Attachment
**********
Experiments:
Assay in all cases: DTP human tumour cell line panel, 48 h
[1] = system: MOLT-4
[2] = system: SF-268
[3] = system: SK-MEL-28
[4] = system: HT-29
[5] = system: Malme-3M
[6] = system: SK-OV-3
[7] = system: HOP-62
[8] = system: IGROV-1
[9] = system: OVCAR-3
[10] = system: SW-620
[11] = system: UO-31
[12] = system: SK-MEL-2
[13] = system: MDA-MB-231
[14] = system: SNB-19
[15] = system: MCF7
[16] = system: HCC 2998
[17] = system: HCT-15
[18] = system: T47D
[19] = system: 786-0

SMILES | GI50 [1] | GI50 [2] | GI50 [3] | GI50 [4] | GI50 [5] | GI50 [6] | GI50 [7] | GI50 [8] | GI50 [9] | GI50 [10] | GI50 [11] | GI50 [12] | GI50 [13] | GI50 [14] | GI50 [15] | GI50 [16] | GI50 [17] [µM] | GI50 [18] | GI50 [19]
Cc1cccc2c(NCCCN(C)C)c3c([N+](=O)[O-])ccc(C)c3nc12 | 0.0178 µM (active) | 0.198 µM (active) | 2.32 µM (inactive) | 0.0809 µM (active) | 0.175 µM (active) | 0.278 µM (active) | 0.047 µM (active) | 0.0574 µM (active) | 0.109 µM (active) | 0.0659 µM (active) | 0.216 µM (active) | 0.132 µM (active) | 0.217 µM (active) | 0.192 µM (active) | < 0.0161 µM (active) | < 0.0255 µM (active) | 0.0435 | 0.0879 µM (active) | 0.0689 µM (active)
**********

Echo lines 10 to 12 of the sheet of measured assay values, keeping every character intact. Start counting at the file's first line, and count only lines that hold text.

[8] = system: IGROV-1
[9] = system: OVCAR-3
[10] = system: SW-620